The Wall Street Journal/NBC News and Washington Post/Schar School polls show that despite claims of a blue tsunami that’s going to wash away Republicans, the races that matter are still very, very close. In both polls, battleground districts are within the margin of error. There is also a noticeable Kavanaugh effect that has struck the electorate. Both sides are jacked up over the past fight over Brett Kavanaugh’s Supreme Court nomination, which devolved into one of the most vicious in recent memory. The media is harping on the generic ballot advantage Democrats currently have nationally, but in these critical races—the ones that will decide who will retain the Speaker’s office—it’s vanished (via WSJ):
“It’s a barnburner,” Bill McInturff, a GOP pollster who conducted the survey with Democrat Fred Yang, said of the surge of voter interest. “There’s a switch that’s been flipped...They are engaging in the campaign and the process.”
In the aftermath of the bitter confirmation fight over Supreme Court Justice Brett Kavanaugh, Republicans have closed the once-large gap between their voters’ and Democrats’ interest in the election. Now, 68% of Republican voters and 72% of Democrats say they are very interested in the election—the highest recorded for either party by the survey in a midterm election.
Hand in hand with Republicans’ increased election interest is a rise in Mr. Trump’s job-approval rating to 47%, the highest mark of his time in office, with 49% disapproving of his performance. That is an improvement from September, when 44% approved and 52% disapproved of his performance.
Although Democrats are preferred in the national poll overall, their advantage has vanished in the House districts that matter most. In districts rated as the most competitive by the nonpartisan Cook Political Report, the parties are dead even on the question of which one should control Congress. In last month’s poll, Democrats led by 13 percentage points among registered voters and six points among likely voters.
The Washington Post called the Democrats’ lead in these key Houses as “statistically insignificant.”
The contest for control of the House remains close and hard fought, according to a new Washington Post-Schar School poll of the most-contested districts in the country, with Democrats holding a statistically insignificant lead over Republicans.
The latest survey shows only a marginal change in the race during October, with 50 percent currently supporting the Democratic candidate in their district and 47 percent backing the Republican. Candidates from the two parties collectively are running almost even in 48 contested congressional districts won by President Trump in 2016, while Democrats hold the advantage in 21 competitive districts won by Hillary Clinton. The Democrats’ lead in those Clinton districts has narrowed a bit since the beginning of the month.
The battle over the confirmation of Justice Brett M. Kavanaugh to the Supreme Court has energized voters on both sides, according to the poll. About 6 in 10 likely voters in each party say they are more motivated to vote on Nov. 6 as a result of the clash, which included allegations of sexual misconduct against Kavanaugh that drove fierce denials from him and other Republicans. Among independents with no partisan leanings, about half say it has motivated them to vote.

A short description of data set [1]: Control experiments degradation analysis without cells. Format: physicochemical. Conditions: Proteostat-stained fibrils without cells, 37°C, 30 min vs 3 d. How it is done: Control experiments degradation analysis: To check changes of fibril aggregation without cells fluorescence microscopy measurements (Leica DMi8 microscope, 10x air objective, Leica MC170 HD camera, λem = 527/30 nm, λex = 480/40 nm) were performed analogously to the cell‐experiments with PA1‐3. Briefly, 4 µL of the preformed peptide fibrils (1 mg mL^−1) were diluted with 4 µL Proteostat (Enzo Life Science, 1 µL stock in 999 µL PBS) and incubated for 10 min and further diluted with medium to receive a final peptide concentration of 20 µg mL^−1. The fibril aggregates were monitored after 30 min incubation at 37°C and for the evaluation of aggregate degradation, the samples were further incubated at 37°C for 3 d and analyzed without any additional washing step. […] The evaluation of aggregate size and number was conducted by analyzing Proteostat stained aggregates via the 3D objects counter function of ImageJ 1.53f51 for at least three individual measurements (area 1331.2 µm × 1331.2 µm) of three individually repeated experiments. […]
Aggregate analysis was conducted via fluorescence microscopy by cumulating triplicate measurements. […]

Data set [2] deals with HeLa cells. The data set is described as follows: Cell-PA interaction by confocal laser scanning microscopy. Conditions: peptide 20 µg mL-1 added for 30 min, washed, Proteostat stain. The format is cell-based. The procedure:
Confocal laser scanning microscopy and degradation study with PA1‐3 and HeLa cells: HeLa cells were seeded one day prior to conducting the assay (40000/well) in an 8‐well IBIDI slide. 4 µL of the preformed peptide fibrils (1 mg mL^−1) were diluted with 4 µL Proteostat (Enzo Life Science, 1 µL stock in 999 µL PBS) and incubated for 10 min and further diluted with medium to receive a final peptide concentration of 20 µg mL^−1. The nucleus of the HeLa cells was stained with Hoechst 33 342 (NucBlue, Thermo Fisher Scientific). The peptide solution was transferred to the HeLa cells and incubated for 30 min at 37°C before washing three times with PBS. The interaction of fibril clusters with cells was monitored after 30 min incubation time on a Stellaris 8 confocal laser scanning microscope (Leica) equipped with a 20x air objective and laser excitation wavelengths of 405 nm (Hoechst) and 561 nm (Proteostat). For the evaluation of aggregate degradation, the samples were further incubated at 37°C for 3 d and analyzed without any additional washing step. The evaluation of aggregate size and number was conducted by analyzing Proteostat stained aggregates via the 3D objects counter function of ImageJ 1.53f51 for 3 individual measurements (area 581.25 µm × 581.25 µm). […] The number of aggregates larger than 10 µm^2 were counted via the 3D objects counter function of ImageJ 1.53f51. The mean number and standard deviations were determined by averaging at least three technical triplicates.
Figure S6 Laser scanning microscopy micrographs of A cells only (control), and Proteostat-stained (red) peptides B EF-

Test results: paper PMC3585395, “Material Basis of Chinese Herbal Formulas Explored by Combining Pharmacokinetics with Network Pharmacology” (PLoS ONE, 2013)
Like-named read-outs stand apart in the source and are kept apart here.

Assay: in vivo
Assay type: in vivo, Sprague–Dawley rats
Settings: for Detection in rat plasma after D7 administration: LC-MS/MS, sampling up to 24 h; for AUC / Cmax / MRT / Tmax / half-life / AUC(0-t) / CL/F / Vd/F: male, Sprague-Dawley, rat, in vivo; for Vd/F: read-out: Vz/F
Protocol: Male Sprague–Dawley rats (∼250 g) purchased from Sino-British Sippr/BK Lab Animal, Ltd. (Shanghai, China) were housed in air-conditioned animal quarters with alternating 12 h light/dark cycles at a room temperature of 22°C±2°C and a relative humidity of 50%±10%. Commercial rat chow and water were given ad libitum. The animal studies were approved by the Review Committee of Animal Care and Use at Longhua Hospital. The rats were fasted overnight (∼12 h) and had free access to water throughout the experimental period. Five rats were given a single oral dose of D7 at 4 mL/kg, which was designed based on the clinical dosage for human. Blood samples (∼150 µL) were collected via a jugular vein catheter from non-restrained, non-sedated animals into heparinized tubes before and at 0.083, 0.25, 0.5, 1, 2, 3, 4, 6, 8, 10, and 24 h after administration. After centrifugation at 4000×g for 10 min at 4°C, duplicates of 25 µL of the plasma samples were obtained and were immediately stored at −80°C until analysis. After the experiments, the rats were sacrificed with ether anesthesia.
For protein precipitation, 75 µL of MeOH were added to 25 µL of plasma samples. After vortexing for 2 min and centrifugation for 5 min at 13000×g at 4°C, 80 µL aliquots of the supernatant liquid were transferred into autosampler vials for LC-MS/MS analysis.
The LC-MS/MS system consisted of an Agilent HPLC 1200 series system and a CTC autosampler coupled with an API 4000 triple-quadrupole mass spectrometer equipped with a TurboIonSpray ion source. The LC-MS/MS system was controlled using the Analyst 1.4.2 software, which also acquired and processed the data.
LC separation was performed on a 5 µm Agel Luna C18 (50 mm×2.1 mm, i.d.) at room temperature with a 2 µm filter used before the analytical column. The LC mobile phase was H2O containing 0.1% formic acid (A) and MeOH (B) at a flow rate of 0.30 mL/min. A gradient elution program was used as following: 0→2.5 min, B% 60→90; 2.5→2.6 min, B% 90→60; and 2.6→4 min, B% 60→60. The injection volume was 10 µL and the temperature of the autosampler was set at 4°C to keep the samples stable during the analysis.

…[P]artisan attitudes hardened during the month. Today, 95 percent of Democrats say they support the Democratic candidate in their district, and 90 percent of Republicans support the GOP contender. In the first survey, 93 percent of Democrats and 87 percent of Republicans supported their party’s candidate.
So, it’s all about turnout, which means…this is every election in recent memory. Don’t forget to vote, folks. There are at least 40 races where the Trump tax cuts move voters into a GOP persuadable category, though the party hasn’t really harped on the benefits of its economic agenda as aggressively as it could. President Trump said he’s ready for a new round of middle-class tax cuts, which is a message that needs to be sent to the base, but it might be too little, too late. Still, with Trump’s approval rating surging and Democratic advantages in these races whittled down to nothing, that’s not necessarily the makings of a wave election. The GOP is far from out of the woods, and election night could be a disaster for House Republicans, but I think we’re firmly in wait-and-see territory here. Also, get the hell out and vote if you’re in Republican territory as well.
In sum:— Tom Bevan (@TomBevanRCP) October 21, 2018
1) D's +9 in national generic ballot
2) In House battlegrounds generic ballot tied
3) Trump approval rating highest of presidency
4) GOP largest lead on economy in poll history
Those do not sound like the components of a "blue wave." https://t.co/CZMK6qSeOY
My model is keyed off of June 30 presidential approval ratings and was D+30. I feel pretty good about that right now. Rs still have a good shot at the House, but would require some breaks.— Sean T at RCP (@SeanTrende) October 23, 201
Most frustrating race for Dems? Maybe #IL12, where Rep. Mike Bost (R) has pulled ahead of prized recruit Brendan Kelly (D) in a coal/steel CD Trump won by 14%. Trump rallying w/ Bost on Saturday. Today, @CookPolitical moved from Toss Up to Lean R.— Dave Wasserman (@Redistrict) October 23, 2018
Blue Wave in a nutshell: Democrats are doing really, really well anywhere that’s within like a 20 minute drive from a Whole Foods Market.— Dave Wasserman (@Redistrict) October 19, 2018